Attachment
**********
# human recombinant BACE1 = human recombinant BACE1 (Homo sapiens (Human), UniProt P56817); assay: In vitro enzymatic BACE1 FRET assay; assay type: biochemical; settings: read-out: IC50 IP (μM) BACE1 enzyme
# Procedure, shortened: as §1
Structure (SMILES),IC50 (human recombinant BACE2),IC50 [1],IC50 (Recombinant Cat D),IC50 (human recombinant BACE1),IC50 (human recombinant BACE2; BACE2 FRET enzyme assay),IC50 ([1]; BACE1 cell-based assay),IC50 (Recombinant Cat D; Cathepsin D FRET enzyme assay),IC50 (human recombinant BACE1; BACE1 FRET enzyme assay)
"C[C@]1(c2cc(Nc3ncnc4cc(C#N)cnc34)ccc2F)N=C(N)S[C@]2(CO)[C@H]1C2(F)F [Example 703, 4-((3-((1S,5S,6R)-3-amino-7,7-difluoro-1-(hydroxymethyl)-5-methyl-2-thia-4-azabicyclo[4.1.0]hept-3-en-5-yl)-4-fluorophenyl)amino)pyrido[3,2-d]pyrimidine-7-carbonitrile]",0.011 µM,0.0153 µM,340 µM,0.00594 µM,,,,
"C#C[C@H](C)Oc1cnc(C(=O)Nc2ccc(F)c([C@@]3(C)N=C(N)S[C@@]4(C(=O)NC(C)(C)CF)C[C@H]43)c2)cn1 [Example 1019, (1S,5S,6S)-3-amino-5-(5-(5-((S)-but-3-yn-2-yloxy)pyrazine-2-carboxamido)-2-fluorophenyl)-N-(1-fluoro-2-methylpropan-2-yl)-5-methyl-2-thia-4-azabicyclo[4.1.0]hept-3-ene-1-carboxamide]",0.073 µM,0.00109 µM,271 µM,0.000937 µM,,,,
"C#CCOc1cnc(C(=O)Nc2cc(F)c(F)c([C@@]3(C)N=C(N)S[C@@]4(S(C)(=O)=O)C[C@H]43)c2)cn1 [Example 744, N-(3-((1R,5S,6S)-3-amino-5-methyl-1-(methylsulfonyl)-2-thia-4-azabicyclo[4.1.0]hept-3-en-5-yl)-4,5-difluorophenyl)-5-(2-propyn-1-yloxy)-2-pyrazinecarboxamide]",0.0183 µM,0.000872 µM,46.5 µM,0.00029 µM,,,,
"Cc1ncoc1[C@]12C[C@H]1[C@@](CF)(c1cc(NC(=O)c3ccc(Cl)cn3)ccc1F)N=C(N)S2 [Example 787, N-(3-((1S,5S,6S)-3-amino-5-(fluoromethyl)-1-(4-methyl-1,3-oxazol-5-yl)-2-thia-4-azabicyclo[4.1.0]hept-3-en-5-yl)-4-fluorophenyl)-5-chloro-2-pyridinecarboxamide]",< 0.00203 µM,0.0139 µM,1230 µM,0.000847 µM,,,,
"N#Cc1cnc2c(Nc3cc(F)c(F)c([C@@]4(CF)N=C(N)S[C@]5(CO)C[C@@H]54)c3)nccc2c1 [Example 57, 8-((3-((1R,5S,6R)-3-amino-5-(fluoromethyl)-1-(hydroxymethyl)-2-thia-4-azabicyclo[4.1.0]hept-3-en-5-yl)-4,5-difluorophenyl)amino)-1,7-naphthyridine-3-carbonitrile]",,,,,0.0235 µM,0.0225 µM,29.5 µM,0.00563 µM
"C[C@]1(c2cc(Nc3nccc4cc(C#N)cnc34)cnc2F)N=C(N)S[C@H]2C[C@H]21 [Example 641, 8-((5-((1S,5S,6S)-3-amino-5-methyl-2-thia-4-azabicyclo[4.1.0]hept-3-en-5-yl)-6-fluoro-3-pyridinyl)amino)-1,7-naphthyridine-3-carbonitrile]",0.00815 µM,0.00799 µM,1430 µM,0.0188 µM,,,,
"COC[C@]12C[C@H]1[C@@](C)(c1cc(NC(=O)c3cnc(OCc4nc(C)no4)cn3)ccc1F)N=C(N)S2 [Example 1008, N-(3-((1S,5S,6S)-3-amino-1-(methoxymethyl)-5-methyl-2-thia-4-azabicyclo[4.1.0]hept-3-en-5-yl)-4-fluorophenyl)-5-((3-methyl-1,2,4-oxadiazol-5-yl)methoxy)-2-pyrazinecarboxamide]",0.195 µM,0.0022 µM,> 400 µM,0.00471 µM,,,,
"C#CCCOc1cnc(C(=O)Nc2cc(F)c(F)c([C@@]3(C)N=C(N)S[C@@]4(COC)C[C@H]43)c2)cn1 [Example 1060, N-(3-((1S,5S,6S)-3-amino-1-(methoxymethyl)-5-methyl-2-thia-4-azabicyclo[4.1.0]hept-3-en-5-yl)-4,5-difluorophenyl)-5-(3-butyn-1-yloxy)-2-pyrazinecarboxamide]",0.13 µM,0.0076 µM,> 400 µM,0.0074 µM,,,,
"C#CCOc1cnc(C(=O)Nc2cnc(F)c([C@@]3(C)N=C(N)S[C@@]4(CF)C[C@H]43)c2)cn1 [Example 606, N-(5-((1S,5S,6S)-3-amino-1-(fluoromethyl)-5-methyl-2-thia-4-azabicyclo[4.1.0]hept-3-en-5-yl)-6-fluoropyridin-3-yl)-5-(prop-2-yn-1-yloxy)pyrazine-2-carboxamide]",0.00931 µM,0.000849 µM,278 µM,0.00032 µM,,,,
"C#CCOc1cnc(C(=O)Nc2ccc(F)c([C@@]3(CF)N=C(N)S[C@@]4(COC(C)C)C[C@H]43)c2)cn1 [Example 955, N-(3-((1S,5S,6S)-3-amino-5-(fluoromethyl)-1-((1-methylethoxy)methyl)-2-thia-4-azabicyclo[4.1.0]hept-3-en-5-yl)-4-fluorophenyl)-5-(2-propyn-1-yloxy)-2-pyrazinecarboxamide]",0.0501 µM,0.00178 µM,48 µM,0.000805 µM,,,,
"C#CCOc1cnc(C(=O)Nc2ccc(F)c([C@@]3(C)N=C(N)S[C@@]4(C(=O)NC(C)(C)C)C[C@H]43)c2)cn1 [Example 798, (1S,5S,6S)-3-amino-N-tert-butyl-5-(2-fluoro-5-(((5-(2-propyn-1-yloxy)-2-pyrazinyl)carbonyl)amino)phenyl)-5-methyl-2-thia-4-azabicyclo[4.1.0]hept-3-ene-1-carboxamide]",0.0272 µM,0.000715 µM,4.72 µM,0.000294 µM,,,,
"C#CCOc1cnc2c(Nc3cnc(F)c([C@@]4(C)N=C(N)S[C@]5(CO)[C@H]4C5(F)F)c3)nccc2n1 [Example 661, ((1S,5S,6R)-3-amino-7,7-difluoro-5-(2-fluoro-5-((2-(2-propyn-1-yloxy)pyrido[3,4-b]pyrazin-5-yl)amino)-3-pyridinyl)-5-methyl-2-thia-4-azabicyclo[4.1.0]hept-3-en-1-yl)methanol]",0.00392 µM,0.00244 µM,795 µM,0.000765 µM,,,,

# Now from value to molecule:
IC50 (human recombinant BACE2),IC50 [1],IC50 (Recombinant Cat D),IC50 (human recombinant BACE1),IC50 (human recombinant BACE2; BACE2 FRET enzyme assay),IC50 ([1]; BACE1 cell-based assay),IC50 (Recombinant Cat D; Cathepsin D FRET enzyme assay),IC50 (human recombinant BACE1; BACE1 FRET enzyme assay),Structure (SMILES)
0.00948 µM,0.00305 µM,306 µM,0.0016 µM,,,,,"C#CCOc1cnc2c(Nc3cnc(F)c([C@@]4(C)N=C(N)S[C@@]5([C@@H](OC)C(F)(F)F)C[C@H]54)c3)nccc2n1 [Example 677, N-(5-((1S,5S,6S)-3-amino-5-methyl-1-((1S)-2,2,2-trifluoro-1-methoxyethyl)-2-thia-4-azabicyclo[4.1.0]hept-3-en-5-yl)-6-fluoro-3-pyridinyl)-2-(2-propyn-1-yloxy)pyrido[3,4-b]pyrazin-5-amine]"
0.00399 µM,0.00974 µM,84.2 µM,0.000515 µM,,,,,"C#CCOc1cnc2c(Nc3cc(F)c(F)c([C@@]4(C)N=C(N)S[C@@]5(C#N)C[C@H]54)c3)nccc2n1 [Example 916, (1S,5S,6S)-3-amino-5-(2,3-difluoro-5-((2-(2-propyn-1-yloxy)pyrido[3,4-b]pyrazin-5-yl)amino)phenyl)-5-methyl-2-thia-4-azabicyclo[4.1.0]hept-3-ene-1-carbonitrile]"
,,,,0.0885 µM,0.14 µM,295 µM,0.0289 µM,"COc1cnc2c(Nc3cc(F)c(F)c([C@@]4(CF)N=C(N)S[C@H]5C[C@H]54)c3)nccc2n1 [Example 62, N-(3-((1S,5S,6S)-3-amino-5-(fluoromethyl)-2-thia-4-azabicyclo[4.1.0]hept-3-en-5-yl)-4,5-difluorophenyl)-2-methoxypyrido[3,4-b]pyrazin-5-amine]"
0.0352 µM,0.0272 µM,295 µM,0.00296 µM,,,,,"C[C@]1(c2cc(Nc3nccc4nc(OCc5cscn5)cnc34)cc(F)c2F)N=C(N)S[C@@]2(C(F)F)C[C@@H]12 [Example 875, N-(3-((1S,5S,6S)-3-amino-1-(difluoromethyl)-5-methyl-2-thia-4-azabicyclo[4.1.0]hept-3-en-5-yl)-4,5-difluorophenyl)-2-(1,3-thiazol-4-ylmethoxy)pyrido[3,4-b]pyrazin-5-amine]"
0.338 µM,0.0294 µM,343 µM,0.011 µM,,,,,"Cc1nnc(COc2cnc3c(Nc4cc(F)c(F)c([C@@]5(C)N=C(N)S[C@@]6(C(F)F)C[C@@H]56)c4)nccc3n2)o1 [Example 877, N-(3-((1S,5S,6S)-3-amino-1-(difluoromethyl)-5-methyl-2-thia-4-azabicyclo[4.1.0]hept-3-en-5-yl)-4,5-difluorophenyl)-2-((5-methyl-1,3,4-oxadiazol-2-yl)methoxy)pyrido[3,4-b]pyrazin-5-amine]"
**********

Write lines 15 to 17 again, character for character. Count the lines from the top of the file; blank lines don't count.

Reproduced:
"C#CCOc1cnc2c(Nc3cnc(F)c([C@@]4(C)N=C(N)S[C@]5(CO)[C@H]4C5(F)F)c3)nccc2n1 [Example 661, ((1S,5S,6R)-3-amino-7,7-difluoro-5-(2-fluoro-5-((2-(2-propyn-1-yloxy)pyrido[3,4-b]pyrazin-5-yl)amino)-3-pyridinyl)-5-methyl-2-thia-4-azabicyclo[4.1.0]hept-3-en-1-yl)methanol]",0.00392 µM,0.00244 µM,795 µM,0.000765 µM,,,,

# Now from value to molecule:
IC50 (human recombinant BACE2),IC50 [1],IC50 (Recombinant Cat D),IC50 (human recombinant BACE1),IC50 (human recombinant BACE2; BACE2 FRET enzyme assay),IC50 ([1]; BACE1 cell-based assay),IC50 (Recombinant Cat D; Cathepsin D FRET enzyme assay),IC50 (human recombinant BACE1; BACE1 FRET enzyme assay),Structure (SMILES)